DAILY CATHOLIC FRI-SAT-SUN July 23-25, 1999 vol. 10, no. 137
NEWS & VIEWS
REACTION TO POPE'S CATECHESIS ON HEAVEN
Echo in Media
ROME, JUL 22 (ZENIT).- John Paul II's catechesis on Heaven at yesterday's general audience has struck at the heart of the matter. At this midpoint in the summer holidays, elements of the media have given attention to an unbelievable debate -- "The Meaning of Heaven."
Professor Carlo Molari, leading exponent of the Italian Association of Theologians and for many years professor of Dogmatic Theology at the Pontifical Urban University of Rome, said to the Italian newspaper "La Repubblica," that paradise has always been thought of as a place one can fly to and hear the angels play instruments. "The imagination has gone to work on a world we cannot even imagine. Painters have shattered the heavens to represent an imagined collectivity, magnifying terrestrial joys, pure skies, green fields, peaceful people," he noted.
But paradise is not really like this, according to Prof. Molari. Paradise is "the fullness of relation with God. Religious experience makes us perceive a Presence, but, as limited beings, we are unable to express its greatness."
As regards the resurrection of the body, "it can be said symbolically that the special final dimension will also develop as a corporeal experience. Our body is condensed energy. It will flower in its totality, it will reach an unheard of dimension, like the fetus, which fully flowers at birth," Professor Molari explained.
In regard to the Holy Father's teaching on the possibility of beginning to experience the happiness of Heaven on earth, Professor Molari said, "This is obvious, even for someone who does not believe in God. It is credible for the person who perceives that reality is richer and deeper than what we see at present."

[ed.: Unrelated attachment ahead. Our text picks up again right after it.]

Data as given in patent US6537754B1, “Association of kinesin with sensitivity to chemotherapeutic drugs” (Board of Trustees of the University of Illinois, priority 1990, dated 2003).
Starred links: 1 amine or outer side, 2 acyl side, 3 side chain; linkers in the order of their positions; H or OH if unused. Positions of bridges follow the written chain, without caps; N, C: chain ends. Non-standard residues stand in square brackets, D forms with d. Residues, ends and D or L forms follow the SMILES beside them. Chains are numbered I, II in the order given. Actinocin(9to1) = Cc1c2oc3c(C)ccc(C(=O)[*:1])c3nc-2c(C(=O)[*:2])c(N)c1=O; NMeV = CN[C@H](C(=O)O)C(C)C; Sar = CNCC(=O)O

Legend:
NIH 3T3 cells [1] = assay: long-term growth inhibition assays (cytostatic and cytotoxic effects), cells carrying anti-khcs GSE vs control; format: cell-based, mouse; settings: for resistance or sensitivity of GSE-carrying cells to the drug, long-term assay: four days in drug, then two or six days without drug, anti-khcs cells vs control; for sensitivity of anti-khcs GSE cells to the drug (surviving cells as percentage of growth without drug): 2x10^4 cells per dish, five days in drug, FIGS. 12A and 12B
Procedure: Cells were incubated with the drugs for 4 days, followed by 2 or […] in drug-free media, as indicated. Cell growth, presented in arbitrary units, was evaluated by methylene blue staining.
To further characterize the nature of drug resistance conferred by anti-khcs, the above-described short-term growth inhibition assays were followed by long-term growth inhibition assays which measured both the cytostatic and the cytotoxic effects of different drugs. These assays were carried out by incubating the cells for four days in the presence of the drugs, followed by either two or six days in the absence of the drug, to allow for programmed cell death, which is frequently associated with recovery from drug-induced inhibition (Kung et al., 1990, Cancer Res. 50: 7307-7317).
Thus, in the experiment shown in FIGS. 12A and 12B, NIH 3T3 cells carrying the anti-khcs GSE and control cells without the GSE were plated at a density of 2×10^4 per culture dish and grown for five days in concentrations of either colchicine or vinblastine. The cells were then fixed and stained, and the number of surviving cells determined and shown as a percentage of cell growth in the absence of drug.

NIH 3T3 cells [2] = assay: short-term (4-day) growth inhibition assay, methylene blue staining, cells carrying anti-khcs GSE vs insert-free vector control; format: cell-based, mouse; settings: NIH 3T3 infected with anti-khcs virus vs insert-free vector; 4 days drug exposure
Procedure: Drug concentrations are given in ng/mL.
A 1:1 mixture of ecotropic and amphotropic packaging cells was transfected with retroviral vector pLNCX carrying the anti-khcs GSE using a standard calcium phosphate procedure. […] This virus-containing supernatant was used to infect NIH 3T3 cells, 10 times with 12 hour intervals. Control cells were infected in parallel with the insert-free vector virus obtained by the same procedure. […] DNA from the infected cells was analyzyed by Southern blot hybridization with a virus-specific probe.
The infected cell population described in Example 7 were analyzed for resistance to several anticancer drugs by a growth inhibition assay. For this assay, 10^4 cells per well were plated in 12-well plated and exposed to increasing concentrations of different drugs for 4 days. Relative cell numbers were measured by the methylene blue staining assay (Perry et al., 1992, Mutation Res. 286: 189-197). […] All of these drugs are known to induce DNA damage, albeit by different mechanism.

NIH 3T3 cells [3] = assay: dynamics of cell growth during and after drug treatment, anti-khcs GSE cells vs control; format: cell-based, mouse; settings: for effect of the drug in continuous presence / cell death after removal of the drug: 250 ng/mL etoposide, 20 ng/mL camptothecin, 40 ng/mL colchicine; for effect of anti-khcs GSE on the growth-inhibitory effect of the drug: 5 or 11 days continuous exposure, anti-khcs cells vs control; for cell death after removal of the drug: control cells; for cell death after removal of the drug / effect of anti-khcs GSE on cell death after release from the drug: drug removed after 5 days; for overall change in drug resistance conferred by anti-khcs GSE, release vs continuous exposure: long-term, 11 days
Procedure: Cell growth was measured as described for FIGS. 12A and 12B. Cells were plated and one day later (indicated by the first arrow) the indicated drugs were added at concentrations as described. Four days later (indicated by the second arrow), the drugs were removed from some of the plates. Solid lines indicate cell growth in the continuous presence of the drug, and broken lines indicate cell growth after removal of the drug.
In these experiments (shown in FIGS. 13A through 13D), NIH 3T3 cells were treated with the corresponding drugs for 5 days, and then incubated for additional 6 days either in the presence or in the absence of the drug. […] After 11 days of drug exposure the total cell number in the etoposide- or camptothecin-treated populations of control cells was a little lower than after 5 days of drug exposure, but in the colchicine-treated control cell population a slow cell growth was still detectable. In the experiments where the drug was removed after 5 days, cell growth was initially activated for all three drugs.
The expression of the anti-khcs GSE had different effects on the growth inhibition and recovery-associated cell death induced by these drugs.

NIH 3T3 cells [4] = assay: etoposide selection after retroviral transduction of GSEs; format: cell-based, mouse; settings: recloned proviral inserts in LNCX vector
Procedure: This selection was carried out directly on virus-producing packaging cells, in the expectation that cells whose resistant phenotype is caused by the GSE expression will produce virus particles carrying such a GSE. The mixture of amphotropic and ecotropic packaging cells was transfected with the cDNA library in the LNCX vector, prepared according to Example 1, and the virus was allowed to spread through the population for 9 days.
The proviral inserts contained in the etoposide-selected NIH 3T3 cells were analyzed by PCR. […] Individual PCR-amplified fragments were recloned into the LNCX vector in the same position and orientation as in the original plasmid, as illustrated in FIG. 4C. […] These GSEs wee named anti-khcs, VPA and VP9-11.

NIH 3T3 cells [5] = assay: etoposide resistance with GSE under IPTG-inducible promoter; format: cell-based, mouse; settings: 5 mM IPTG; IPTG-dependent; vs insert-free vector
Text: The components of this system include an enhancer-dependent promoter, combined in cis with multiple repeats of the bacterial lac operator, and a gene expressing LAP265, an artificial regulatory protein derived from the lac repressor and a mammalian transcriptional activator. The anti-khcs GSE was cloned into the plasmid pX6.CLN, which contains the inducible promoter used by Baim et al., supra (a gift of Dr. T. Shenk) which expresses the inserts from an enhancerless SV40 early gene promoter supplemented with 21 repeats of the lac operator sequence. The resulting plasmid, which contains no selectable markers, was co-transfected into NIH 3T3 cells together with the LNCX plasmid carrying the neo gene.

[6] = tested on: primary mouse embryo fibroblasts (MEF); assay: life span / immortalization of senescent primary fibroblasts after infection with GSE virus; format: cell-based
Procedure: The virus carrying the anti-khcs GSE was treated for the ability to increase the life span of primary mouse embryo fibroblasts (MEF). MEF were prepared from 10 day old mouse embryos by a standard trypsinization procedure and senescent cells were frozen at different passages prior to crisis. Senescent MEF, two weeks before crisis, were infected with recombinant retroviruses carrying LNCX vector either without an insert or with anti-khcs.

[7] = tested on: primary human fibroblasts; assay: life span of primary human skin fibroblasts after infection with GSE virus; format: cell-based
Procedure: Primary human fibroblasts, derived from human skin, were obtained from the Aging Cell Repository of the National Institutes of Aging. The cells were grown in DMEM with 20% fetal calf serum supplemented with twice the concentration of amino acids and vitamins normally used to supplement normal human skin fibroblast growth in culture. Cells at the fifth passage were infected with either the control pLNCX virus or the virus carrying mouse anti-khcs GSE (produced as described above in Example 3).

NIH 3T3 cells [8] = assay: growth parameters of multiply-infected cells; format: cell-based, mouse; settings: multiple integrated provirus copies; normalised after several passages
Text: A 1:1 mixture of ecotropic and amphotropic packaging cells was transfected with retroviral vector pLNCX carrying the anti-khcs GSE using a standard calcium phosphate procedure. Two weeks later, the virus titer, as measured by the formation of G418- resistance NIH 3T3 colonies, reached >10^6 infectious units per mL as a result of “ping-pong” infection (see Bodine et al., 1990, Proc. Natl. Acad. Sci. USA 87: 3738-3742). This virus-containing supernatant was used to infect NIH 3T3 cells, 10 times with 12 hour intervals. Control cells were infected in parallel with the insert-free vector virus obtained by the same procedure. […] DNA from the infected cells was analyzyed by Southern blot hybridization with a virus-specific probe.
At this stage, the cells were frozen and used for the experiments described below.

"It is essential that modern man think about the Last Things," Professor Molari concluded. "There were periods in history where this did not happen. The ancient Jews, for example, did not think about it. In the beginning they believed that to have more children and more cattle was a blessing from God. Later they passed to a more mature phase. Today it is critical to think of the Last Things. Humanity has discovered the incompleteness of things, situations, experiences and persons with respect to the unrest we have in our hearts."
According to Inos Biffi, professor at the Faculty of Theology of Milan and Lugano, "Heaven is where we see and love the Father. From this point of view, it means to be with the glorified Lord, and to share in his loving vision of the Father. There is eternal happiness and unending joy in this, and that is Heaven. The place does not matter at all. Because Heaven must not be understood as a 'physical' place with characteristics like terrestrial bodies that are subject to experience. 'Heaven' is beyond any representation of terrestrial or temporal experience, of the kind with which we are familiar."
"Rather than be concerned with describing ultimate realities," said Prof. Biffi, "it is important to prepare oneself to participate, and this is the grace God gives to those who love Him, as Jesus said. 'If any one loves me, we will come to him and make our home in him.' In fact, we can say that the person in the state of grace, already lives in paradise. Whoever loves God is already in Heaven, since Heaven is within him even though, to use St. Paul's words, 'the future glory has not yet been revealed' or, as St. John says, 'what we will be has not yet been revealed.' "
To the question as to why Heaven and hell are concepts that have
virtually disappeared from the modern mind, Bishop Biffi explained, "If
Heaven has disappeared or is cloudy in a mind, it is because Jesus
Christ has disappeared and become cloudy. The only way for Heaven to
reappear is to return to Jesus Christ through the Gospel and faith.
There are no other ways."
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NEWS & VIEWS